The role of land surface dynamics in glacial inception: a study with the UVic Earth System Model
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- Meissner, K.J., Weaver, A.J., Matthews, H.D. et al. Climate Dynamics (2003) 21: 515. doi:10.1007/s00382-003-0352-2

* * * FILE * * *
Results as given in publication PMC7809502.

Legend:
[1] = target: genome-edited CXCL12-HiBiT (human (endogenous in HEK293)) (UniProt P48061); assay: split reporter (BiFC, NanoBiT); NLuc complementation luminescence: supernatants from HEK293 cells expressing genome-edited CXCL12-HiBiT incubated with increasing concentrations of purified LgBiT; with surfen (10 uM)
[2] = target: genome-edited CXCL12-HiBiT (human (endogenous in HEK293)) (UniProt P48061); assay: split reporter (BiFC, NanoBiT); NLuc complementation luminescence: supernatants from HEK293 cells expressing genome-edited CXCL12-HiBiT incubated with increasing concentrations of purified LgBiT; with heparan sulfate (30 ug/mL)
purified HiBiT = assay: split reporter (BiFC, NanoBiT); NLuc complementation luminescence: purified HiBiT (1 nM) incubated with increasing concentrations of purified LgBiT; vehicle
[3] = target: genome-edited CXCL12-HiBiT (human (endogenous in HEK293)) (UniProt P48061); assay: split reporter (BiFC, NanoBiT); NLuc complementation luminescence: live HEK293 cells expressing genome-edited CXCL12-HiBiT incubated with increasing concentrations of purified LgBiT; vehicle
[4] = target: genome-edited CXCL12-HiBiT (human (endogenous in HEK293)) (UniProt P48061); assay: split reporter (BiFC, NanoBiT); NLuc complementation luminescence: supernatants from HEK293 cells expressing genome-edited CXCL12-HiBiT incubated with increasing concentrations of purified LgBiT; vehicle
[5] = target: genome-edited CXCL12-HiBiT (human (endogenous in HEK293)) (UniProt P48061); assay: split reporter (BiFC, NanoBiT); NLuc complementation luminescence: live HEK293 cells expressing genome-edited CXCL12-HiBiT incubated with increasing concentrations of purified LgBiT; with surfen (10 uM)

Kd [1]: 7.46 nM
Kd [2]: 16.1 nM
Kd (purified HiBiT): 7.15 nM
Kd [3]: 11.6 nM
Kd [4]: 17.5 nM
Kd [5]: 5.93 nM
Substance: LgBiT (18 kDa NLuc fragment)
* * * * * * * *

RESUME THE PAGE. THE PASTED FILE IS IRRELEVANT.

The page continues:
The first results of the UVic Earth System Model coupled to a land surface scheme and a dynamic global vegetation model are presented in this study. In the first part the present day climate simulation is discussed and compared to observations. We then compare a simulation of an ice age inception (forced with 116 ka BP orbital parameters and an atmospheric CO2 concentration of 240 ppm) with a preindustrial run (present day orbital parameters, atmospheric [CO2] = 280 ppm). Emphasis is placed on the vegetation’s response to the combined changes in solar radiation and atmospheric CO2 level. A southward shift of the northern treeline as well as a global decrease in vegetation carbon is observed in the ice age inception run. In tropical regions, up to 88% of broadleaf trees are replaced by shrubs and C4 grasses. These changes in vegetation cover have a remarkable effect on the global climate: land related feedbacks double the atmospheric cooling during the ice age inception as well as the reduction of the meridional overturning in the North Atlantic. The introduction of vegetation related feedbacks also increases the surface area with perennial snow significantly.